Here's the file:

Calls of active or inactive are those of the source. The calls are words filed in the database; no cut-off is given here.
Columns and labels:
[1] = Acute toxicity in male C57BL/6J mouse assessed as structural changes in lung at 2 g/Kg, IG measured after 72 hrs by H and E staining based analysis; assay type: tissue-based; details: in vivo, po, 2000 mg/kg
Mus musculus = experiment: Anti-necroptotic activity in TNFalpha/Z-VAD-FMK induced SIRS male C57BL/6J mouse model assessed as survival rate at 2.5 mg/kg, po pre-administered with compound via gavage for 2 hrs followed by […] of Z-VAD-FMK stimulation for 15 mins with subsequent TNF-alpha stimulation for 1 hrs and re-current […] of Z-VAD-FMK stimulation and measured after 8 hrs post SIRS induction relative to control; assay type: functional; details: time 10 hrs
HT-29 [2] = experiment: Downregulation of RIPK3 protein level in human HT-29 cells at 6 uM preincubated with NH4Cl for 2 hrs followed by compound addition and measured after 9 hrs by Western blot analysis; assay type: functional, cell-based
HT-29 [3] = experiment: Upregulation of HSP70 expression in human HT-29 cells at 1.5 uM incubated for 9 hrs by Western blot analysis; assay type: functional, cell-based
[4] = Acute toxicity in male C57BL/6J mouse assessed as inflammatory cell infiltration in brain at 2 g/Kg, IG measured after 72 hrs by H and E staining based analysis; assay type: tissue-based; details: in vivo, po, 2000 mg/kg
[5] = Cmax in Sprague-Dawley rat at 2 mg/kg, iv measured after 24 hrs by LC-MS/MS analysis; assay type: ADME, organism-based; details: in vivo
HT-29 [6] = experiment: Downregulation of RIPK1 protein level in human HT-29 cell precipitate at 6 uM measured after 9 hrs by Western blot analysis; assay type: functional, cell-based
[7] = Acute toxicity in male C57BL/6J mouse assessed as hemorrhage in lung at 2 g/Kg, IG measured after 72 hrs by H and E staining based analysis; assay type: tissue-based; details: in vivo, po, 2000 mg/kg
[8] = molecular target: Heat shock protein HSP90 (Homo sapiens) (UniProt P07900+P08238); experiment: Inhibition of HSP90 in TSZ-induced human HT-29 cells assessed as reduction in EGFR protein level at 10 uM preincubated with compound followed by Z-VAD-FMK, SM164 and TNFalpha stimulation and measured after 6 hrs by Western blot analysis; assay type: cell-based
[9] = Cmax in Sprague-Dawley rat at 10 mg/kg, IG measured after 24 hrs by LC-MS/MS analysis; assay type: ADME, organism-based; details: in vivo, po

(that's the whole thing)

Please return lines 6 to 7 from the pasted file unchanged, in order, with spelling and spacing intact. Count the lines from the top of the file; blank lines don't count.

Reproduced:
HT-29 [3] = experiment: Upregulation of HSP70 expression in human HT-29 cells at 1.5 uM incubated for 9 hrs by Western blot analysis; assay type: functional, cell-based
[4] = Acute toxicity in male C57BL/6J mouse assessed as inflammatory cell infiltration in brain at 2 g/Kg, IG measured after 72 hrs by H and E staining based analysis; assay type: tissue-based; details: in vivo, po, 2000 mg/kg